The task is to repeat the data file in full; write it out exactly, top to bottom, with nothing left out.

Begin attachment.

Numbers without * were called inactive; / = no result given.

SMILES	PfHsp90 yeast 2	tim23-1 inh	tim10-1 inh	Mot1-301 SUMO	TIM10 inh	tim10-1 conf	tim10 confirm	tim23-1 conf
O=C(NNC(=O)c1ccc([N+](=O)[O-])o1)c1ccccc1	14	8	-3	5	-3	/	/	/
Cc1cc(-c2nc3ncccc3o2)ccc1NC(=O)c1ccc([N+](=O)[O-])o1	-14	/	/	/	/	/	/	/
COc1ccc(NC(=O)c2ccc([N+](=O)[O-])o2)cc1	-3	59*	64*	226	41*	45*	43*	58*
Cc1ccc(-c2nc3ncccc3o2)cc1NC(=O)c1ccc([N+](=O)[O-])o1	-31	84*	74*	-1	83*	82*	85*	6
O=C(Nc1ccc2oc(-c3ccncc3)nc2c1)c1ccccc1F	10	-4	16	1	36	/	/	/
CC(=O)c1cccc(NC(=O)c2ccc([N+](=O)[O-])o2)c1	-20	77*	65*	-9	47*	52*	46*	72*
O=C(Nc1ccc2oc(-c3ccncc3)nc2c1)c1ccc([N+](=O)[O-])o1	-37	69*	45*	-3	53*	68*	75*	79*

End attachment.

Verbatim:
Numbers without * were called inactive; / = no result given.

SMILES	PfHsp90 yeast 2	tim23-1 inh	tim10-1 inh	Mot1-301 SUMO	TIM10 inh	tim10-1 conf	tim10 confirm	tim23-1 conf
O=C(NNC(=O)c1ccc([N+](=O)[O-])o1)c1ccccc1	14	8	-3	5	-3	/	/	/
Cc1cc(-c2nc3ncccc3o2)ccc1NC(=O)c1ccc([N+](=O)[O-])o1	-14	/	/	/	/	/	/	/
COc1ccc(NC(=O)c2ccc([N+](=O)[O-])o2)cc1	-3	59*	64*	226	41*	45*	43*	58*
Cc1ccc(-c2nc3ncccc3o2)cc1NC(=O)c1ccc([N+](=O)[O-])o1	-31	84*	74*	-1	83*	82*	85*	6
O=C(Nc1ccc2oc(-c3ccncc3)nc2c1)c1ccccc1F	10	-4	16	1	36	/	/	/
CC(=O)c1cccc(NC(=O)c2ccc([N+](=O)[O-])o2)c1	-20	77*	65*	-9	47*	52*	46*	72*
O=C(Nc1ccc2oc(-c3ccncc3)nc2c1)c1ccc([N+](=O)[O-])o1	-37	69*	45*	-3	53*	68*	75*	79*